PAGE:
LONDON — Pakistan is ready to release Mullah Abdul Ghani Baradar, an imprisoned senior Taliban commander, in a bid to bolster the faltering peace process in Afghanistan, officials in Islamabad said Tuesday.
The release of Baradar, a former deputy leader of the Taliban who was captured with CIA help in 2010, would meet long-standing demands from American and Afghan officials, who hope he can help draw other Taliban commanders into talks.
Even as Pakistani officials released several waves of Taliban prisoners over the past year, including a group of seven on Sunday, they resisted setting Baradar free. And on Tuesday, it was unclear when Baradar was to be released and what had led to the government’s shift.
Aimal Faizi, the spokesman for President Hamid Karzai of Afghanistan, said Afghan officials had been talking closely with Pakistan about Baradar’s release. “His release will certainly help the Afghan peace process,” Faizi said.
But other Afghan officials expressed wariness about the announcement, saying similar promises in the past had not borne out.
“Let’s wait a couple more days and see what exactly happens,” said Masoom Stanekzai, the head of the Afghan government’s High Peace Council. Another senior Afghan official, speaking on the condition of anonymity, described reports on the release as a joke.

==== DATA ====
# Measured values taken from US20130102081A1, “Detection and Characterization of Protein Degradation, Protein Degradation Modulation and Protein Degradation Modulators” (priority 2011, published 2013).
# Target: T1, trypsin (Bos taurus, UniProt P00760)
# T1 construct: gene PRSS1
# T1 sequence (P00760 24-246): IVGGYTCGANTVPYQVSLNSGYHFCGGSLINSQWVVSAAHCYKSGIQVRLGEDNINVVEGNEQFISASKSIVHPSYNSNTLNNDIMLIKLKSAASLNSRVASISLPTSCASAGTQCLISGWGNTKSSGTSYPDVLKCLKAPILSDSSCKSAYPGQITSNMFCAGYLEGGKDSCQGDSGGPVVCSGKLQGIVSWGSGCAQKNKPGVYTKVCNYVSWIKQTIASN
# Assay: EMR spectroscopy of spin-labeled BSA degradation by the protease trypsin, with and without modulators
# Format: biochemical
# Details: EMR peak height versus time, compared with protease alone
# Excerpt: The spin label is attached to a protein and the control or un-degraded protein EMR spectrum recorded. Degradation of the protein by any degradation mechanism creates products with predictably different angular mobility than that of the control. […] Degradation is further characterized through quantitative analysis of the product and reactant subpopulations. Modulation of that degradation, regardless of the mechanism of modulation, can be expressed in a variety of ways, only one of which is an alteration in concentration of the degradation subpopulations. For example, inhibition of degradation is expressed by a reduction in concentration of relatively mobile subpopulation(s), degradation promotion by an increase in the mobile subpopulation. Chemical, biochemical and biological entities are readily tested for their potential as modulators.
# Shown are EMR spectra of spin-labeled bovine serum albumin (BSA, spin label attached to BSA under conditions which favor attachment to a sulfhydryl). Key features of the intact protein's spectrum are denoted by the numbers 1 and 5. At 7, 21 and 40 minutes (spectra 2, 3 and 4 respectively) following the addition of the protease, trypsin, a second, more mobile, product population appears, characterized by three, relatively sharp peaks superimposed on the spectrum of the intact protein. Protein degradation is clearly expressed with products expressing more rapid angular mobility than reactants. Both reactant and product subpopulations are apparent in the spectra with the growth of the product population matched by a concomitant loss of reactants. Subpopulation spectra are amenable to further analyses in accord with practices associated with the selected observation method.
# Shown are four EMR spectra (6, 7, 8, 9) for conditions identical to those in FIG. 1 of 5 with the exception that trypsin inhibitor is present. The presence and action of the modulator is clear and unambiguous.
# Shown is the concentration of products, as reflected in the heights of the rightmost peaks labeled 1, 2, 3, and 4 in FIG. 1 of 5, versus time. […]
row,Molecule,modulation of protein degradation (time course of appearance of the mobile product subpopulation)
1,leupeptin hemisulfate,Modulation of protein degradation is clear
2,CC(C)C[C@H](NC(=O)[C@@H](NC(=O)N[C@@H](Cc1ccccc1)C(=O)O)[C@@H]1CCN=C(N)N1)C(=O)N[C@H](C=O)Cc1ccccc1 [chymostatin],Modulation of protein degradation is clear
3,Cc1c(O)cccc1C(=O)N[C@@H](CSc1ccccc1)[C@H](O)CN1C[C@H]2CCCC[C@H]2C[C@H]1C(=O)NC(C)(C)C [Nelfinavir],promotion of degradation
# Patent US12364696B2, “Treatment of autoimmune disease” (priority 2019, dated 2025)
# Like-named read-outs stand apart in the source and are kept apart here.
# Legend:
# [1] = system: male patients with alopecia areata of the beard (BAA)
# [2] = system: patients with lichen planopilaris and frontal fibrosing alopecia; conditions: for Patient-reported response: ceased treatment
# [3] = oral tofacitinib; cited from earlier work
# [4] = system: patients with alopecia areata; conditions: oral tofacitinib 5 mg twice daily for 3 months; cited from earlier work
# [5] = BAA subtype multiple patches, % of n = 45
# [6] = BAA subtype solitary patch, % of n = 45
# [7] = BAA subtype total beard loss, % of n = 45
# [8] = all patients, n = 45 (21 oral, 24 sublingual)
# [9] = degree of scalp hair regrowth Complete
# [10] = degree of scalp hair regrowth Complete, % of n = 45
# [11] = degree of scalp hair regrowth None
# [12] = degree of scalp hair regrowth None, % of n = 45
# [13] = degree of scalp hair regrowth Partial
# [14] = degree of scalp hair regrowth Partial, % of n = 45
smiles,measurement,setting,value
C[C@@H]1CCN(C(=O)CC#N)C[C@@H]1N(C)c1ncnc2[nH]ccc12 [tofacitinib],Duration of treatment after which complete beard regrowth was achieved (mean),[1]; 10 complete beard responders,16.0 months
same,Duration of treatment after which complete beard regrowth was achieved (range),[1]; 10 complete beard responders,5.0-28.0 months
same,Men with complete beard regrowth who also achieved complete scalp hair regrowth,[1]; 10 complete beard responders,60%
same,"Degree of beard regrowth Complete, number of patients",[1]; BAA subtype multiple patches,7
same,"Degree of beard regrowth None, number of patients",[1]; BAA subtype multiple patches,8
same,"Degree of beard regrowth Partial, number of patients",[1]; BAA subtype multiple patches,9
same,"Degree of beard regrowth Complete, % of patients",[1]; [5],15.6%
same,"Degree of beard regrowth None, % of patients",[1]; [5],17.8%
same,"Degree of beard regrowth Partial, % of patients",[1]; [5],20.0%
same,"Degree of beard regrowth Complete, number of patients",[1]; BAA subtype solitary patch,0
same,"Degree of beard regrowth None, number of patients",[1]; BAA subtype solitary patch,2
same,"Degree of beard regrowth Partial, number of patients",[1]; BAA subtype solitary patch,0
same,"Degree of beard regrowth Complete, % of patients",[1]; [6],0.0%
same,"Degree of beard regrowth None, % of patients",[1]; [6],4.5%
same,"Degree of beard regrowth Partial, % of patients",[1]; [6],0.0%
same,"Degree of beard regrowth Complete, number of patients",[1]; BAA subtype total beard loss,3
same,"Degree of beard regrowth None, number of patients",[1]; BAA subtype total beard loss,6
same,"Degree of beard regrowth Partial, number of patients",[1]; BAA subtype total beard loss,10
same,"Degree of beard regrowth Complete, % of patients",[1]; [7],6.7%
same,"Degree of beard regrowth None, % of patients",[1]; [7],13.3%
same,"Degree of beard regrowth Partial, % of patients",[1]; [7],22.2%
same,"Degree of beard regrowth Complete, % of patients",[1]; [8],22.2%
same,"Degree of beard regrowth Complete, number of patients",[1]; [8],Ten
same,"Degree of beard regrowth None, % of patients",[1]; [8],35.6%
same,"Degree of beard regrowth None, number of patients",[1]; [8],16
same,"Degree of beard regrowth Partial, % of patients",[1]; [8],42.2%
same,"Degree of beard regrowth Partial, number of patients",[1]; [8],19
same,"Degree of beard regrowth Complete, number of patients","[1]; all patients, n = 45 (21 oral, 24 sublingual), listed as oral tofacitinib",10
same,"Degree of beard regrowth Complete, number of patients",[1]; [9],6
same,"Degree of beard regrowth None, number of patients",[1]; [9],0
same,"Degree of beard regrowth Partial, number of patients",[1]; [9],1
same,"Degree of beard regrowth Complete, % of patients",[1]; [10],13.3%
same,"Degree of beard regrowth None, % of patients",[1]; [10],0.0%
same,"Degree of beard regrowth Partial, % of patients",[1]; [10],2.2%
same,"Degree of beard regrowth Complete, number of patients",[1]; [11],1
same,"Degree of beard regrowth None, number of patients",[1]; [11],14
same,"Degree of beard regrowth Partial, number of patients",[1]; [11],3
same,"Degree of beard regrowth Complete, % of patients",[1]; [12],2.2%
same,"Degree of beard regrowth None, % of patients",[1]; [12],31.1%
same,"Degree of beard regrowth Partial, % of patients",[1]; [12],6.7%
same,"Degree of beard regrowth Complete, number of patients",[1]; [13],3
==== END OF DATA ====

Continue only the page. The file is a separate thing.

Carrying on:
Even if the Pakistanis make good on their promise, other difficult questions surround Baradar, whose fate has become a weather vane of diplomatic relations and intelligence chicanery among the United States, Pakistan, and Afghanistan.
caught in 2010
Some critics wonder whether Baradar’s release would signify an act of genuine good will on the part of Pakistan or rather a cynical attempt to shape the power dispensation in Afghanistan before American combat troops leave by the end of next year.
“This shows blatant intervention of Pakistan in Afghanistan’s internal affairs, which is mainly the result of weak diplomacy by the Afghan government,” said Sayed Agha Fazel Hussain Sancharaki, the spokesman for the National Coalition of Afghanistan political bloc.
Even if Baradar were to become an ambassador for the nascent Afghan peace process, it is unclear how much traction he maintains among his own fighters after years in Pakistani custody.
All of that also presumes that Baradar is ready to give up the fight. Of the 33 Afghan Taliban prisoners who have been set free by Pakistan this year, several are thought to have returned directly to the battlefield.
On Tuesday, Pakistani officials said that despite the stated wishes of the government of Afghanistan, Baradar would not be released directly into Afghan custody; instead, the officials said, he would most likely be freed inside Pakistan.
That would seem to play into Afghan fears that Pakistan’s military intelligence agency, the ISI, is attempting to insert itself into the peace process to influence the course of Afghan power.
But Faizi, the Afghan presidential spokesman, expressed a cautious acceptance that Baradar might be kept in Pakistan.
“That’s OK, provided that we are sure he is accessible, we have an address for him, and he’s secure and protected,” Faizi said.